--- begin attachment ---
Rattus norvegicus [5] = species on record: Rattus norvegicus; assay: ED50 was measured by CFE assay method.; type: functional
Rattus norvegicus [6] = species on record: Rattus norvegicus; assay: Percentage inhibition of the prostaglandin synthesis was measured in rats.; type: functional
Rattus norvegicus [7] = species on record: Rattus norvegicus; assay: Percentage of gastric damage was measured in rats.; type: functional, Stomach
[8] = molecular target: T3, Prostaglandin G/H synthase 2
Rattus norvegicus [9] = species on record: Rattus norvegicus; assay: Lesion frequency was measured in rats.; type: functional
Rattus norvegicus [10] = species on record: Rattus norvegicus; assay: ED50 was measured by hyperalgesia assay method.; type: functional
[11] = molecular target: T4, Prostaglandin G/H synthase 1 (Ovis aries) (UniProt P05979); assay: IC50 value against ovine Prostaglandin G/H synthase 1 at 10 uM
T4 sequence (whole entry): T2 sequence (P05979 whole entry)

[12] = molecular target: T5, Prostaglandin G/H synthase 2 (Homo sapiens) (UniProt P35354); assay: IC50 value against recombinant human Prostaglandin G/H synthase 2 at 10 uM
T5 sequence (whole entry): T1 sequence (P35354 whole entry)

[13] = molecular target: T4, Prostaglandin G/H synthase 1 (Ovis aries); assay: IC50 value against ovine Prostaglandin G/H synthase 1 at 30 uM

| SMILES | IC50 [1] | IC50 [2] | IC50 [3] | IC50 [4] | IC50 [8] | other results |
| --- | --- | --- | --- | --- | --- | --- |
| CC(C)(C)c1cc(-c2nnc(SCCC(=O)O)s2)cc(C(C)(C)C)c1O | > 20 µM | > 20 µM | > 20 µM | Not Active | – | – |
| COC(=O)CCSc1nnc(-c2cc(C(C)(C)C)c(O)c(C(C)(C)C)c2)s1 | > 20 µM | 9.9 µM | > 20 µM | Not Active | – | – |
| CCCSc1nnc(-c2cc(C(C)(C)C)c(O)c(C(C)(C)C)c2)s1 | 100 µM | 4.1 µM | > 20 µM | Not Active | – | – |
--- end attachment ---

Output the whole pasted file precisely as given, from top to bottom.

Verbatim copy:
Rattus norvegicus [5] = species on record: Rattus norvegicus; assay: ED50 was measured by CFE assay method.; type: functional
Rattus norvegicus [6] = species on record: Rattus norvegicus; assay: Percentage inhibition of the prostaglandin synthesis was measured in rats.; type: functional
Rattus norvegicus [7] = species on record: Rattus norvegicus; assay: Percentage of gastric damage was measured in rats.; type: functional, Stomach
[8] = molecular target: T3, Prostaglandin G/H synthase 2
Rattus norvegicus [9] = species on record: Rattus norvegicus; assay: Lesion frequency was measured in rats.; type: functional
Rattus norvegicus [10] = species on record: Rattus norvegicus; assay: ED50 was measured by hyperalgesia assay method.; type: functional
[11] = molecular target: T4, Prostaglandin G/H synthase 1 (Ovis aries) (UniProt P05979); assay: IC50 value against ovine Prostaglandin G/H synthase 1 at 10 uM
T4 sequence (whole entry): T2 sequence (P05979 whole entry)

[12] = molecular target: T5, Prostaglandin G/H synthase 2 (Homo sapiens) (UniProt P35354); assay: IC50 value against recombinant human Prostaglandin G/H synthase 2 at 10 uM
T5 sequence (whole entry): T1 sequence (P35354 whole entry)

[13] = molecular target: T4, Prostaglandin G/H synthase 1 (Ovis aries); assay: IC50 value against ovine Prostaglandin G/H synthase 1 at 30 uM

| SMILES | IC50 [1] | IC50 [2] | IC50 [3] | IC50 [4] | IC50 [8] | other results |
| --- | --- | --- | --- | --- | --- | --- |
| CC(C)(C)c1cc(-c2nnc(SCCC(=O)O)s2)cc(C(C)(C)C)c1O | > 20 µM | > 20 µM | > 20 µM | Not Active | – | – |
| COC(=O)CCSc1nnc(-c2cc(C(C)(C)C)c(O)c(C(C)(C)C)c2)s1 | > 20 µM | 9.9 µM | > 20 µM | Not Active | – | – |
| CCCSc1nnc(-c2cc(C(C)(C)C)c(O)c(C(C)(C)C)c2)s1 | 100 µM | 4.1 µM | > 20 µM | Not Active | – | – |